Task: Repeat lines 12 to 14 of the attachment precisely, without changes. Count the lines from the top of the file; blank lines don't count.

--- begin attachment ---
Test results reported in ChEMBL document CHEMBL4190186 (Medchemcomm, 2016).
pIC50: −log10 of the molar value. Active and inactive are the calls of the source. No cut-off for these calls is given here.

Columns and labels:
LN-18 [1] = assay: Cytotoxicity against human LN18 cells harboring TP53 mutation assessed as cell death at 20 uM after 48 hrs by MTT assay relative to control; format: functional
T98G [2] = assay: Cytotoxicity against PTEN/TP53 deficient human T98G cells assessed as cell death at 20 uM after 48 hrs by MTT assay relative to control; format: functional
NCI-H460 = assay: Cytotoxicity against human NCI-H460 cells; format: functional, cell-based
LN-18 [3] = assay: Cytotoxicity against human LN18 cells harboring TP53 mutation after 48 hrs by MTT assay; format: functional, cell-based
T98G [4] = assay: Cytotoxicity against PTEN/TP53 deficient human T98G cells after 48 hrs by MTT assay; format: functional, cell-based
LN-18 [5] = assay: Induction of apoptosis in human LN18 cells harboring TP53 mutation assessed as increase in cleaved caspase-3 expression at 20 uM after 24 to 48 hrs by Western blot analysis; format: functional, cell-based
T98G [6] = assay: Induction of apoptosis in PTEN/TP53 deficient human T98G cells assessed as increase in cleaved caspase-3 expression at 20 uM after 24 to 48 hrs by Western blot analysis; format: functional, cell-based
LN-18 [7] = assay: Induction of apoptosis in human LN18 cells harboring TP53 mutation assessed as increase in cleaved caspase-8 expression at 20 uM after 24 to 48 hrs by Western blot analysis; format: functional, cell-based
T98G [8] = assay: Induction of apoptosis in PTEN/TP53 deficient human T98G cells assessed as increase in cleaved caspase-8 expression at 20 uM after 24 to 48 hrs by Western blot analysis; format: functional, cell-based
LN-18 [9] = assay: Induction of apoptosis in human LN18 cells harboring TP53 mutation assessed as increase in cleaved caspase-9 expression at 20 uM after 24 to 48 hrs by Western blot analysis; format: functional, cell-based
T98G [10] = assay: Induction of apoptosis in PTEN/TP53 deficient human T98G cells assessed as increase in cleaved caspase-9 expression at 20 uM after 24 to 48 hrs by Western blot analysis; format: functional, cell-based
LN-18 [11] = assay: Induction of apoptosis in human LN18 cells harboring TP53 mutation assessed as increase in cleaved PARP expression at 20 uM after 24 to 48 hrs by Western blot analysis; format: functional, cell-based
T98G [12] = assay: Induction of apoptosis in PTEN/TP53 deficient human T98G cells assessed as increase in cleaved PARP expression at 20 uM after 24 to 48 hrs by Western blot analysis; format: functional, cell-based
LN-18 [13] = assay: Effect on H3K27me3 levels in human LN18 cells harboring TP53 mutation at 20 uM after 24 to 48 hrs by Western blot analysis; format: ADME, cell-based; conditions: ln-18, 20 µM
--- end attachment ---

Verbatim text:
T98G [8] = assay: Induction of apoptosis in PTEN/TP53 deficient human T98G cells assessed as increase in cleaved caspase-8 expression at 20 uM after 24 to 48 hrs by Western blot analysis; format: functional, cell-based
LN-18 [9] = assay: Induction of apoptosis in human LN18 cells harboring TP53 mutation assessed as increase in cleaved caspase-9 expression at 20 uM after 24 to 48 hrs by Western blot analysis; format: functional, cell-based
T98G [10] = assay: Induction of apoptosis in PTEN/TP53 deficient human T98G cells assessed as increase in cleaved caspase-9 expression at 20 uM after 24 to 48 hrs by Western blot analysis; format: functional, cell-based